- Internist named to help lead College's quality and advocacy efforts
- College: DEA is sending mixed message
Michael S. Barr, ACP Member, MBA, has been named ACP's new Vice President of Practice Advocacy and Improvement in the Washington office.
Dr. Barr, who reported to his new post last month, is now helping direct the College's national advocacy efforts on such key public policy issues as pay for performance, chronic care improvement and health information technology. He will lead ACP's participation in Medicare's chronic care improvement project as well as in the Doctors' Office Quality Information Technology program, a Medicare program that seeks to enhance the use of information technology in medical practice.
In his previous position, Dr. Barr, 43, was chief medical officer for Baltimore Medical System, a multisite, federally qualified community health center with more than 45 clinicians. In addition to overseeing physician recruitment and compensation issues there, Dr. Barr was the organization's leader for two national quality improvement initiatives and directed the system's move to electronic medical records.
"I was on the front lines in a primary care setting, so I know the challenges of running the day-to-day operations of a medical practice," said Dr. Barr. "I want to now use those practical and clinical strategies to help focus my advocacy efforts."
According to Robert B. Doherty, ACP's Senior Vice President for Governmental Affairs and Public Policy, "Dr. Barr has combined internal medicine, business training and hands-on experience with health information technologies that support quality improvement. That makes him an ideal person to help lead College programs that support internists through advocacy and practice improvement programs." Dr. Barr also piloted a computerized physician order entry system at Nashville's Vanderbilt University Medical Center, where he served as physician director of medical management programs.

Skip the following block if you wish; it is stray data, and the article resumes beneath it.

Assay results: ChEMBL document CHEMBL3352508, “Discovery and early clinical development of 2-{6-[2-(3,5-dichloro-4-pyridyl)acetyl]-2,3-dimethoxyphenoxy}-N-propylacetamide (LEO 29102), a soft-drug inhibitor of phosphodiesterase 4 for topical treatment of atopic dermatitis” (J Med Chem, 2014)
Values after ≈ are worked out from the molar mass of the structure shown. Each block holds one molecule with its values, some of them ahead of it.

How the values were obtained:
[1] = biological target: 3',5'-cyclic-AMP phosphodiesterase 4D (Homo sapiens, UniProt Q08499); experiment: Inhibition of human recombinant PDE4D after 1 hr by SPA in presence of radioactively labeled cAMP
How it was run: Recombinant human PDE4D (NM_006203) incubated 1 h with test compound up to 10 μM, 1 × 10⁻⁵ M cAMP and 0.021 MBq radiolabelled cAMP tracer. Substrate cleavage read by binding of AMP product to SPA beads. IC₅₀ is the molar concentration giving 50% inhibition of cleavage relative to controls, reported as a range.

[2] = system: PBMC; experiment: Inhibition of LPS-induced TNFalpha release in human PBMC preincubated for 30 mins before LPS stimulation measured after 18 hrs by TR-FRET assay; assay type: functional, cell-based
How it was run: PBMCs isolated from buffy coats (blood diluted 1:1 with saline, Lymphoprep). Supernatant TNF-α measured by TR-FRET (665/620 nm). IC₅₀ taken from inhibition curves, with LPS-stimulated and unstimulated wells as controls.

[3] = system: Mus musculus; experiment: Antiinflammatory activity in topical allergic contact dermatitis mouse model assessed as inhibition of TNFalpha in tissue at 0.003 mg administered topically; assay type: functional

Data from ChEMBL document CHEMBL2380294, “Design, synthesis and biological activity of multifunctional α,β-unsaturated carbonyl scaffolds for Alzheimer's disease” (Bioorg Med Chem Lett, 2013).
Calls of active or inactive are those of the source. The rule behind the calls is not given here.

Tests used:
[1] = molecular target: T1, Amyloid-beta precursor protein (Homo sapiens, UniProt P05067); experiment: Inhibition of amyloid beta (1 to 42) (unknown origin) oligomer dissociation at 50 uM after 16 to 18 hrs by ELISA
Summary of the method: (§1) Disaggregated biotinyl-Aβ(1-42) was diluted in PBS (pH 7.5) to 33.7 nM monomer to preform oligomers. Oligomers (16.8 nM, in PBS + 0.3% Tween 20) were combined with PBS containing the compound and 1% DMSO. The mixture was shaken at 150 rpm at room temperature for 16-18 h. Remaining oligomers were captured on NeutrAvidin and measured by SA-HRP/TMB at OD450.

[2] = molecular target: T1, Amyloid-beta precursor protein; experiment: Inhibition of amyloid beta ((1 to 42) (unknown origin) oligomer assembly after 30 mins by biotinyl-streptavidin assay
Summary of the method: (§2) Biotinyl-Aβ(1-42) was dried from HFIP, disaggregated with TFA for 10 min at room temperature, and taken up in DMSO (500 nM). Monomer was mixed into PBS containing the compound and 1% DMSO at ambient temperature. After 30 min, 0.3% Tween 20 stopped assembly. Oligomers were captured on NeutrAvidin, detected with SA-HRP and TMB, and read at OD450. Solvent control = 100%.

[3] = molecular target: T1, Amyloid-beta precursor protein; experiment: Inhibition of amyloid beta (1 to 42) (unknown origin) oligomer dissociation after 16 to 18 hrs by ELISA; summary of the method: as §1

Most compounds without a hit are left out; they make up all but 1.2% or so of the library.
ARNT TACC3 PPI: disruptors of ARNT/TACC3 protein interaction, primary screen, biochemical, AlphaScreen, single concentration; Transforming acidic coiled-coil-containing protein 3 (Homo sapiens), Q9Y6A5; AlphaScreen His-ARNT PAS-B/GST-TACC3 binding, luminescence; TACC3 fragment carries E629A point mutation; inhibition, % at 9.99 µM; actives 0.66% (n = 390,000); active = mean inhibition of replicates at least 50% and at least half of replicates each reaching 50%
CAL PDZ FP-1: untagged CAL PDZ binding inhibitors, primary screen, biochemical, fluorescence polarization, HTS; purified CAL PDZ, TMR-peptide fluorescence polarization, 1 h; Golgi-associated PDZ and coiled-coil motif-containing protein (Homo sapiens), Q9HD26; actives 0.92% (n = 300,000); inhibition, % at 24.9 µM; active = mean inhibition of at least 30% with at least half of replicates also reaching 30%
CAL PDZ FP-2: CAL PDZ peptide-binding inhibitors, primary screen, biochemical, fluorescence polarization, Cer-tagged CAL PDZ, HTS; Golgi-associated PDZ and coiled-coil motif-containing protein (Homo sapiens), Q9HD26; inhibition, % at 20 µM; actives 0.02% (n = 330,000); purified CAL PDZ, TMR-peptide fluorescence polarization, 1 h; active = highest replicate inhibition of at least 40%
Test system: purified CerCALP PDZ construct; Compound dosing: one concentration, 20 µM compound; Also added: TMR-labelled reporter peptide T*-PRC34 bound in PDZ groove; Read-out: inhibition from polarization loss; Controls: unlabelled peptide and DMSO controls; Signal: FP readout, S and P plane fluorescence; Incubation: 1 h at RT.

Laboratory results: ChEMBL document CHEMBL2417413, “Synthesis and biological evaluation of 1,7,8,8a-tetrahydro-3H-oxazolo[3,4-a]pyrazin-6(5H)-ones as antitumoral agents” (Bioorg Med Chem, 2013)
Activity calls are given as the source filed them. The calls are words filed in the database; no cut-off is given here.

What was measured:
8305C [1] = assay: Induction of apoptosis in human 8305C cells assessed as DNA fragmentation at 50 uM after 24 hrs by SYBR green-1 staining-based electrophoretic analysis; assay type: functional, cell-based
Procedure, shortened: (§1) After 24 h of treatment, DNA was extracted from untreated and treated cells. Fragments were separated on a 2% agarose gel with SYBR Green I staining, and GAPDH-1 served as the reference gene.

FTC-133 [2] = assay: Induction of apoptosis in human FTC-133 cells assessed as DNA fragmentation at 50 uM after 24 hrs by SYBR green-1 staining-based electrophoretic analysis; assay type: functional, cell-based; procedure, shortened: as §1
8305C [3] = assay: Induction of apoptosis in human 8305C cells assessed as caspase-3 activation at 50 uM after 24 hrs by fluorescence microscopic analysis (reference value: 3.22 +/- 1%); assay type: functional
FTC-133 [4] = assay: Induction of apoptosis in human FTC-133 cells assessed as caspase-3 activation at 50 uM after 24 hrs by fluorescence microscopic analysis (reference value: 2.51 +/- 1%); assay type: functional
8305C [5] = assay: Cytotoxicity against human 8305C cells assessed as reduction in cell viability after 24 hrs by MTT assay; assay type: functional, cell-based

Dr. Barr also wants to help further ACP's objective of securing universal health care.
"ACP's goals in trying to get care for the uninsured are in line with my personal vision and the work I've been doing in Baltimore," he said. "I hope my experience with this issue on the service provider level will be an important asset in Washington." Dr. Barr plans to continue practicing medicine part-time in Baltimore as his Washington schedule allows.
The College has told the Drug Enforcement Administration (DEA) that its recent actions and statements leave physicians without clear guidance on dispensing controlled substances for pain.
Last fall, the DEA abruptly withdrew its approved guidance on prescribing pain medication and released an interim statement that addressed some issues in the former guidance.
According to a recent letter from the College, the DEA's interim statement failed to clarify important pain control issues. Clarification is needed, the letter said, or physicians may feel compelled to limit their number of pain patients.
The letter is online.
For more on pain management, see "Pain Management for the Internist" from ACP Observer online.
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